Mr and Mrs Black, pictured said: ”Once again we’ve been denied the justice we deserve for our girl because of a legality. There is no question that Pearl was snatched away from us at 22 months because of human error. The police know this, the CPS know this and we as a family know this all too well. It’s a really tough pill to swallow’

Mr Black had previously appeared on the BBC talent show 'The Voice'

Mr Black had previously appeared on the BBC talent show ‘The Voice’

Pearl was with her father and her eight-month-old brother Ace when the tragedy happened in Merthyr Tydfil, south Wales, in August 2017.

The family appealed for three potential charges to be brought – gross negligence manslaughter, causing death by driving without due care and attention and wanton and furious driving.

But Huw Rogers, senior district court prosecutor for the CPS, rejected the appeal.

In the letter he said: ‘I have reconsidered the decision made in the case, and have concluded that the decision to take no action in the case was correct.’

On gross negligence manslaughter, he said: ‘Williams’ failure to properly secure the Range Rover was a serious mistake, but does not meet the high standard for gross negligence.’

He added the driver’s failure to apply the handbrake properly was ‘negligent’ but Williams believed he had taken ‘reasonable steps to avert the risk.’

Pearl’s parents have now hit out at the decision.

Mr Black said: ‘Once again we’ve been denied the justice we deserve for our girl because of a legality.

‘There is no question that Pearl was snatched away from us at 22 months because of human error.

‘The police know this, the CPS know this and we as a family know this all too well. It’s a really tough pill to swallow’.

Mrs Black added: ‘I try to prepare for these knocks by telling myself that the worst possible thing imaginable has already happened in losing Pearl and anything else that follows is not going to hurt.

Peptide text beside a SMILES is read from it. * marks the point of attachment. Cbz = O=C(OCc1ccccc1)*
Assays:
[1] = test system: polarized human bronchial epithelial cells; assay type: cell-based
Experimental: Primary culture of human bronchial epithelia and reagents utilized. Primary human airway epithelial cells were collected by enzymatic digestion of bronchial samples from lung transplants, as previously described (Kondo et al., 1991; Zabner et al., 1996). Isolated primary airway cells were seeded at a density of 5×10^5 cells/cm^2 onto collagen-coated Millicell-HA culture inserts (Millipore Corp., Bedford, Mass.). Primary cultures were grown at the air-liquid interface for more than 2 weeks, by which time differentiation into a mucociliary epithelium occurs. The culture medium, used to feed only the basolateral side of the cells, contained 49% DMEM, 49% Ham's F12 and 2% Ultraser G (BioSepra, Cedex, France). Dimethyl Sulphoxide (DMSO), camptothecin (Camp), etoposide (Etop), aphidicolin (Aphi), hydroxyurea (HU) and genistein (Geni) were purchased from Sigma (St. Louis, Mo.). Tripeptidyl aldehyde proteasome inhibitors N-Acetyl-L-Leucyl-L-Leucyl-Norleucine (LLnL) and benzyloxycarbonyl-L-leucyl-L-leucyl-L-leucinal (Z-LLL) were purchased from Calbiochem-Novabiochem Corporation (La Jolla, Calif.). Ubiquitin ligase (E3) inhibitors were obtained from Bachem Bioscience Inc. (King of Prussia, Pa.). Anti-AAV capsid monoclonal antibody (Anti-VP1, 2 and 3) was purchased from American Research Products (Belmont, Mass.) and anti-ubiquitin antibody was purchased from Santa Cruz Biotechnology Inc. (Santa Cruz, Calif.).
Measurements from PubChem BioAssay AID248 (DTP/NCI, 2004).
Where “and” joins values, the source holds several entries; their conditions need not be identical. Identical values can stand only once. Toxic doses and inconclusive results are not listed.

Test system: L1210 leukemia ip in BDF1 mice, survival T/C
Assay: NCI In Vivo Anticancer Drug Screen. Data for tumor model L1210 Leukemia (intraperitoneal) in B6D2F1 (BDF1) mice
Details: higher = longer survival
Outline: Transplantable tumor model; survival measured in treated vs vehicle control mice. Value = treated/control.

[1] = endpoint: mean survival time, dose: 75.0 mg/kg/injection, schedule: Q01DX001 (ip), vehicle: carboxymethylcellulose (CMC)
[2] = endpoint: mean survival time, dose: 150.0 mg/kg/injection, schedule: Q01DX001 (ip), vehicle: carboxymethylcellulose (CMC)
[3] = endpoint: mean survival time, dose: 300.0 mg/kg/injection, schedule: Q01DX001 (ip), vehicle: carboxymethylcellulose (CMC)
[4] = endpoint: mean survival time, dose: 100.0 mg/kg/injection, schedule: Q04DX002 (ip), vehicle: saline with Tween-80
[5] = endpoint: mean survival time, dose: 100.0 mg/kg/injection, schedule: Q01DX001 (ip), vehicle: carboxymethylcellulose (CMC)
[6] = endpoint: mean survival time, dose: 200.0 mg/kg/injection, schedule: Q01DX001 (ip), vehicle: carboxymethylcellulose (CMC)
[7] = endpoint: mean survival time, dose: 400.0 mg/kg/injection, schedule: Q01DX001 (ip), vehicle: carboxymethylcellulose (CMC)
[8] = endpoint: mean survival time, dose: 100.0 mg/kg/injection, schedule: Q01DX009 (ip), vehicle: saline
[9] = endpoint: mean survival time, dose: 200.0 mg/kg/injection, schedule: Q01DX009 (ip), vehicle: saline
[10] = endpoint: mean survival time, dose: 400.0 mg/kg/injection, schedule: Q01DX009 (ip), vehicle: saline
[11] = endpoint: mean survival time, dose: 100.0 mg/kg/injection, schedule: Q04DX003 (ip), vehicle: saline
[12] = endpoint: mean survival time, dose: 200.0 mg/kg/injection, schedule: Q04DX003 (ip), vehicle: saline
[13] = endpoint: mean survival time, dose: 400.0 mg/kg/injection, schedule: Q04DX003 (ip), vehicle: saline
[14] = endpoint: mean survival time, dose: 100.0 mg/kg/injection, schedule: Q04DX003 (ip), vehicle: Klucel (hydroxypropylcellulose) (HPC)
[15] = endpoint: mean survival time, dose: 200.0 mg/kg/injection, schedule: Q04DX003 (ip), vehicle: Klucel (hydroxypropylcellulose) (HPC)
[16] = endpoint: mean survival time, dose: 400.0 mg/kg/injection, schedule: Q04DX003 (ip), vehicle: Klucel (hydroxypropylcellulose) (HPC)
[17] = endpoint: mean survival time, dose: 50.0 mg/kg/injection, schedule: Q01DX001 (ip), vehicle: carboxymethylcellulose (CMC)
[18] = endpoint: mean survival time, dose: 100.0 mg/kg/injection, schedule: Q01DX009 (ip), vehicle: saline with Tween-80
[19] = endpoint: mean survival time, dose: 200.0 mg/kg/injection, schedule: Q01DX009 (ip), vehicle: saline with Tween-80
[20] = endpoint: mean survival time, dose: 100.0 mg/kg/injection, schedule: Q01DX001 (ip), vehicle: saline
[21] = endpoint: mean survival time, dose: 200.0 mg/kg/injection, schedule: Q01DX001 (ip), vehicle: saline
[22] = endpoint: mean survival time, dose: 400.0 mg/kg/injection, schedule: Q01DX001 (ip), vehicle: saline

‘Lying to myself basically because knowing that her life has been ripped away from her before it has even started and our lives irreparably shattered with no accountability brings so much fresh pain and anguish it’s unbearable’.

The toddler was killed when she was struck by the runaway Range Rover which had not been parked properly by its owner in Merthyr Tydfil. The driver, Andrew Williams failed to fully engage his car's handbrake and left the vehicle in neutral while parked on private land beside a steep hill. Williams avoided prosecution due to a legal loophole

The toddler was killed when she was struck by the runaway Range Rover which had not been parked properly by its owner in Merthyr Tydfil. The driver, Andrew Williams failed to fully engage his car’s handbrake and left the vehicle in neutral while parked on private land beside a steep hill. Williams avoided prosecution due to a legal loophole

The couple, who have since welcomed a daughter named Beatrix, aged eight months, now say they will campaign for a change in the law.

Mrs Black added: ‘It won’t help us get justice for Pearl but it’ll ensure that no other family has to suffer as we are should a situation like ours ever arise again.

‘We are incredibly fortunate to have our beautiful babies, family and close friends to drag us through our really tough times and share with us in our happier moments.

‘Missing our first born, our first love, is the worst pain you could imagine.

‘We, in her honour, fight every day to make sure our remaining babies have a happy life – full of love and laughter – just as Pearl did.’

Coroner Andrew Barkley recorded a conclusion of accidental death at an inquest in Pontypridd.

 

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Parents outrage as runaway Range Rover owner escapes prosecution